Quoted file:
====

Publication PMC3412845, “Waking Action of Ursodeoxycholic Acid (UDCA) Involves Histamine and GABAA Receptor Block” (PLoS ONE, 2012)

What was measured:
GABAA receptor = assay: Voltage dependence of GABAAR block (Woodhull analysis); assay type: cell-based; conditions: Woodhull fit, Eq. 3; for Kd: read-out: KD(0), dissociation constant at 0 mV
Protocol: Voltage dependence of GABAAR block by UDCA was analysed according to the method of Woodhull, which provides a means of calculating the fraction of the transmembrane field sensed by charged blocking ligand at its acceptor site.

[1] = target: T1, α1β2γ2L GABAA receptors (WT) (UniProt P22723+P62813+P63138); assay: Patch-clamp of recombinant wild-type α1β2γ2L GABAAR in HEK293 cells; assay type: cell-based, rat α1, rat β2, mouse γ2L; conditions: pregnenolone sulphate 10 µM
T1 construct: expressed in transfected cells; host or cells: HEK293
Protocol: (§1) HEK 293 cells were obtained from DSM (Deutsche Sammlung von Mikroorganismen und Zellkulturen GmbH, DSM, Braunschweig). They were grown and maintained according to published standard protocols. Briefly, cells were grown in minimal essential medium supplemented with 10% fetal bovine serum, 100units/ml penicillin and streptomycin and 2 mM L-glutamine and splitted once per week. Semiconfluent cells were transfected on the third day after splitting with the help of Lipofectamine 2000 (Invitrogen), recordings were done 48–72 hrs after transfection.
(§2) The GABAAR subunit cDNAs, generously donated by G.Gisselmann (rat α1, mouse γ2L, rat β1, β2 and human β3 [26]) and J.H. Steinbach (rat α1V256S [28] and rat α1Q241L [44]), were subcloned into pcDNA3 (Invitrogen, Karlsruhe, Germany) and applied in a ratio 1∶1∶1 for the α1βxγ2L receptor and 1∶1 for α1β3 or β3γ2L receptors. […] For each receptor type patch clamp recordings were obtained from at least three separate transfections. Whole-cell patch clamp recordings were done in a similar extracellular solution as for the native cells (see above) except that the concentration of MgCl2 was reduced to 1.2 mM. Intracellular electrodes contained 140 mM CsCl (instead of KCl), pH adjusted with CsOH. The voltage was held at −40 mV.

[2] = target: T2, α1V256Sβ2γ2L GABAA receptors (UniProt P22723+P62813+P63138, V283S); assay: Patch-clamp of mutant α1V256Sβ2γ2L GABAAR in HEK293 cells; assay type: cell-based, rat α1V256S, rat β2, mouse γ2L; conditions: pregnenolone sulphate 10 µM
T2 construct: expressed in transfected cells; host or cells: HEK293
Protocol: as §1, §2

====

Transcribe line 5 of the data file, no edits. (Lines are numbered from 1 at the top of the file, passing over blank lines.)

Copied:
[1] = target: T1, α1β2γ2L GABAA receptors (WT) (UniProt P22723+P62813+P63138); assay: Patch-clamp of recombinant wild-type α1β2γ2L GABAAR in HEK293 cells; assay type: cell-based, rat α1, rat β2, mouse γ2L; conditions: pregnenolone sulphate 10 µM